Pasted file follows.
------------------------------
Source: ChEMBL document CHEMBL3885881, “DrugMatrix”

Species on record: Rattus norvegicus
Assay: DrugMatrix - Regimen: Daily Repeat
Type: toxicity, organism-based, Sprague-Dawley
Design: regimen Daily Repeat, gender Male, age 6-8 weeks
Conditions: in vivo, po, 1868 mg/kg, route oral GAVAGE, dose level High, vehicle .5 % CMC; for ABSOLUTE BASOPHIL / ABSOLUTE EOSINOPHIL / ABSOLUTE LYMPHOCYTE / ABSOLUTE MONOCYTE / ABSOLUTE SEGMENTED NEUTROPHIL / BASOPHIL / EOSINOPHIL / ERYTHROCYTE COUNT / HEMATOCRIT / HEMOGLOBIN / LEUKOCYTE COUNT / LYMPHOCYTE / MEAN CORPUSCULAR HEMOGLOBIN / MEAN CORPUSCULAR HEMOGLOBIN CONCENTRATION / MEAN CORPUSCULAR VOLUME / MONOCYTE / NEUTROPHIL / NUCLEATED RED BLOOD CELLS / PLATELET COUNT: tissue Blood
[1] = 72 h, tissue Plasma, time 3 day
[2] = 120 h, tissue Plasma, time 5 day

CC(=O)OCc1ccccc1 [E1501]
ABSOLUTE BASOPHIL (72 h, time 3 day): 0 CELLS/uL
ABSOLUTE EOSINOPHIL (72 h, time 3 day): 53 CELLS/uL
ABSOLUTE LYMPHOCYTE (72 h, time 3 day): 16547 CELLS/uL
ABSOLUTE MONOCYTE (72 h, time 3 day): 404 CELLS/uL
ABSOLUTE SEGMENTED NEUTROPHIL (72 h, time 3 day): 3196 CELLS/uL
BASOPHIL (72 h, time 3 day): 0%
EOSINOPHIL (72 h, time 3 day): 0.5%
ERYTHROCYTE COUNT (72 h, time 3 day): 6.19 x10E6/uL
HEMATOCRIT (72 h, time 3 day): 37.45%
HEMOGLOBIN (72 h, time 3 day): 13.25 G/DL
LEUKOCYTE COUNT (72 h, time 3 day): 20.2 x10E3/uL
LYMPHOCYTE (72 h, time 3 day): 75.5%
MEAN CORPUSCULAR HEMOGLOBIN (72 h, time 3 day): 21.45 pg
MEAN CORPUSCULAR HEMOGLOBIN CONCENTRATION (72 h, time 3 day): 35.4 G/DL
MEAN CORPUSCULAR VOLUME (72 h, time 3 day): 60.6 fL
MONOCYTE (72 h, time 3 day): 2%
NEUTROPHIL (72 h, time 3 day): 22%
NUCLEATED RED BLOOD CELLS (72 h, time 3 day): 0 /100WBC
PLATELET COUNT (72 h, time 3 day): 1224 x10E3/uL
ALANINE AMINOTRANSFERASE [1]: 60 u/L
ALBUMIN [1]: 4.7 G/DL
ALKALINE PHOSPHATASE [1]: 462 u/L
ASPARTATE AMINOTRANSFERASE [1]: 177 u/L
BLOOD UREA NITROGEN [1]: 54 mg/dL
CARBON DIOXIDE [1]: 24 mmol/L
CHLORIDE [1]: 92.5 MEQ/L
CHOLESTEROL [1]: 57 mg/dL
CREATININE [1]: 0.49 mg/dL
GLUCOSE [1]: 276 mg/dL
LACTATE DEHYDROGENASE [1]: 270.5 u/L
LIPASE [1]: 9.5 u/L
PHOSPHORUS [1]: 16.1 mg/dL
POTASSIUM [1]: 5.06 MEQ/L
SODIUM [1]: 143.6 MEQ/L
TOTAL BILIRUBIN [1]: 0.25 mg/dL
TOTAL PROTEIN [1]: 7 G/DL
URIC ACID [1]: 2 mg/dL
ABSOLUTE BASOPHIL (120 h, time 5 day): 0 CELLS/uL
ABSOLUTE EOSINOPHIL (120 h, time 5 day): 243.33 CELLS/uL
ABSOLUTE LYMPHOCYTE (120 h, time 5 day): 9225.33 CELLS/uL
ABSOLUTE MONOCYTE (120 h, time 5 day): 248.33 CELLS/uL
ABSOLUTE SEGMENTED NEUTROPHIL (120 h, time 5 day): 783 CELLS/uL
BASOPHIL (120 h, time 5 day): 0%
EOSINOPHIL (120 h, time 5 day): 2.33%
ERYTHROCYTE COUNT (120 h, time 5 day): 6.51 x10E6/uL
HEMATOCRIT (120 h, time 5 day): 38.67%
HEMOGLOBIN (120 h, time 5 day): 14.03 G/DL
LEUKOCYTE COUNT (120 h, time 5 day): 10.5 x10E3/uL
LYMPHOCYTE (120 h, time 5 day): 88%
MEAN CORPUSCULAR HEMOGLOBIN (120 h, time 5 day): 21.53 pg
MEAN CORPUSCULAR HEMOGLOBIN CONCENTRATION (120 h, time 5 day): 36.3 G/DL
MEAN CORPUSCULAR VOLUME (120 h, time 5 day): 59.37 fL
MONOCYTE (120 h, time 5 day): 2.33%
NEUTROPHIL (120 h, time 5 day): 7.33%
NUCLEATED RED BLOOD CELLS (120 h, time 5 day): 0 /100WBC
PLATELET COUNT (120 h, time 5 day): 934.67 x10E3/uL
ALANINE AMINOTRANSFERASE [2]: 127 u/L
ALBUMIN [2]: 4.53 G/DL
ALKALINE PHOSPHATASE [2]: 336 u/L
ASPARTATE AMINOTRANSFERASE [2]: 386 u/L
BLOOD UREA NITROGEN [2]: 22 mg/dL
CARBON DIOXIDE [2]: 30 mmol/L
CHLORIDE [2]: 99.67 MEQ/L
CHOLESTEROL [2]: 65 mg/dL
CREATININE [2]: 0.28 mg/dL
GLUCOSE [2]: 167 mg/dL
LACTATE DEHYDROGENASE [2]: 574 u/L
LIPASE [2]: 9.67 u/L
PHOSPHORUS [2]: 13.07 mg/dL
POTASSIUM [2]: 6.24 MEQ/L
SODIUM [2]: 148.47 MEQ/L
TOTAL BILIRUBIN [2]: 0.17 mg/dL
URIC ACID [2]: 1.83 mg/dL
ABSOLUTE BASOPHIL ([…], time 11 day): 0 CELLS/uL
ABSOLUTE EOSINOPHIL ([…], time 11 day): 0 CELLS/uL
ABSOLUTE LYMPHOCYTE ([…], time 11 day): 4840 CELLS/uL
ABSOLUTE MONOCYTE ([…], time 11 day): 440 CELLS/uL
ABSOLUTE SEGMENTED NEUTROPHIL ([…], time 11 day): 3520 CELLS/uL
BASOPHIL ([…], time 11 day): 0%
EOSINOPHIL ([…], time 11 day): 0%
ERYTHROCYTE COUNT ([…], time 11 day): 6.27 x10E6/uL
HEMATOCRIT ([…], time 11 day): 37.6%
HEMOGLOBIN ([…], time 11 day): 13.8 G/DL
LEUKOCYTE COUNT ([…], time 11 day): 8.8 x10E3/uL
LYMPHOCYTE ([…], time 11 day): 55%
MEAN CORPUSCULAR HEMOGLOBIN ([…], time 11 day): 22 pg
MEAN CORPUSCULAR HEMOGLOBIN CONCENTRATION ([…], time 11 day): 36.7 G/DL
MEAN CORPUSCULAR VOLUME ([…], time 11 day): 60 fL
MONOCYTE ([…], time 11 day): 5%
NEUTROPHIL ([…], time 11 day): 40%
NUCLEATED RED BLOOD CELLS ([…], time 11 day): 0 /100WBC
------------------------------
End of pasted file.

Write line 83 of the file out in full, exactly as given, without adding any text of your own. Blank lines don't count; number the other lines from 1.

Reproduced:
ABSOLUTE BASOPHIL ([…], time 11 day): 0 CELLS/uL